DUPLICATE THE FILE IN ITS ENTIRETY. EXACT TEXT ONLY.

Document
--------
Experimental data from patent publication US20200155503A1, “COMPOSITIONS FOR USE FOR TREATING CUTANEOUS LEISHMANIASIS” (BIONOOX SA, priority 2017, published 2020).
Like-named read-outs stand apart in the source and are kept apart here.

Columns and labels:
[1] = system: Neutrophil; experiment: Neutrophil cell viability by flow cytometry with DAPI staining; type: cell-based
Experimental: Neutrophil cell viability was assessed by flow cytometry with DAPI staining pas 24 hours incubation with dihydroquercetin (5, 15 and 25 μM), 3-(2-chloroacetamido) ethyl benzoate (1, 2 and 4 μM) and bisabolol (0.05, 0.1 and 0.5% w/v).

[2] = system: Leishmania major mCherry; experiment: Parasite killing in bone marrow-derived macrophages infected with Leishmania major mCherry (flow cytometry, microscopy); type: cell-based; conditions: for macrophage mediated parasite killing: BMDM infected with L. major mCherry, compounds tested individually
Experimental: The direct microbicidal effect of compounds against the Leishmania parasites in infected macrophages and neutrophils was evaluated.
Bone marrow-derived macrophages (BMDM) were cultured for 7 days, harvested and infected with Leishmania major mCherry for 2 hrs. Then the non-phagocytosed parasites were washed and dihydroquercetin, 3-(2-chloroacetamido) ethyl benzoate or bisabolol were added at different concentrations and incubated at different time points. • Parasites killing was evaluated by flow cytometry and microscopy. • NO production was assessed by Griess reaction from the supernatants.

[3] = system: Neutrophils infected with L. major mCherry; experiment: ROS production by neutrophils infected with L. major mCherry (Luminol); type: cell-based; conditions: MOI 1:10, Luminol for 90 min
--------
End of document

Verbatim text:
Experimental data from patent publication US20200155503A1, “COMPOSITIONS FOR USE FOR TREATING CUTANEOUS LEISHMANIASIS” (BIONOOX SA, priority 2017, published 2020).
Like-named read-outs stand apart in the source and are kept apart here.

Columns and labels:
[1] = system: Neutrophil; experiment: Neutrophil cell viability by flow cytometry with DAPI staining; type: cell-based
Experimental: Neutrophil cell viability was assessed by flow cytometry with DAPI staining pas 24 hours incubation with dihydroquercetin (5, 15 and 25 μM), 3-(2-chloroacetamido) ethyl benzoate (1, 2 and 4 μM) and bisabolol (0.05, 0.1 and 0.5% w/v).

[2] = system: Leishmania major mCherry; experiment: Parasite killing in bone marrow-derived macrophages infected with Leishmania major mCherry (flow cytometry, microscopy); type: cell-based; conditions: for macrophage mediated parasite killing: BMDM infected with L. major mCherry, compounds tested individually
Experimental: The direct microbicidal effect of compounds against the Leishmania parasites in infected macrophages and neutrophils was evaluated.
Bone marrow-derived macrophages (BMDM) were cultured for 7 days, harvested and infected with Leishmania major mCherry for 2 hrs. Then the non-phagocytosed parasites were washed and dihydroquercetin, 3-(2-chloroacetamido) ethyl benzoate or bisabolol were added at different concentrations and incubated at different time points. • Parasites killing was evaluated by flow cytometry and microscopy. • NO production was assessed by Griess reaction from the supernatants.

[3] = system: Neutrophils infected with L. major mCherry; experiment: ROS production by neutrophils infected with L. major mCherry (Luminol); type: cell-based; conditions: MOI 1:10, Luminol for 90 min